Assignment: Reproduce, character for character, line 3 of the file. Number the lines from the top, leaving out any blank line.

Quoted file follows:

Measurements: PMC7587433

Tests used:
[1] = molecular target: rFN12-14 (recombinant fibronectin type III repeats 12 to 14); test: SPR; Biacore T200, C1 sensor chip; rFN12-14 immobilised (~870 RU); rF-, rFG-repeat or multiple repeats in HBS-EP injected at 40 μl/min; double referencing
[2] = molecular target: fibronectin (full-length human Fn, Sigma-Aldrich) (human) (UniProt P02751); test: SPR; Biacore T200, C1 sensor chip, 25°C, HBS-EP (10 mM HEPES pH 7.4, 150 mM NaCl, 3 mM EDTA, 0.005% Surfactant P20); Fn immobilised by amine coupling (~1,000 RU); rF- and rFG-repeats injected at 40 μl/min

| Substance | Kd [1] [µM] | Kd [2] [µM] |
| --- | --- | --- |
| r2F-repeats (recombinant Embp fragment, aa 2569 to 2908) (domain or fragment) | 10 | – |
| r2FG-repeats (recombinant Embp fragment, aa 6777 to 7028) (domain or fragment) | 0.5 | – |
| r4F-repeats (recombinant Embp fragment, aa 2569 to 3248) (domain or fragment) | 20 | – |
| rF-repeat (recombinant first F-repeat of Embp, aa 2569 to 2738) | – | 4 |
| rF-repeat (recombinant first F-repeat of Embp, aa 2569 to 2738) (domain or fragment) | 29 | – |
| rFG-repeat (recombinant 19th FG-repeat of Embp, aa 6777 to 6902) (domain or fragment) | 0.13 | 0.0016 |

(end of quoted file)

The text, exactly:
[1] = molecular target: rFN12-14 (recombinant fibronectin type III repeats 12 to 14); test: SPR; Biacore T200, C1 sensor chip; rFN12-14 immobilised (~870 RU); rF-, rFG-repeat or multiple repeats in HBS-EP injected at 40 μl/min; double referencing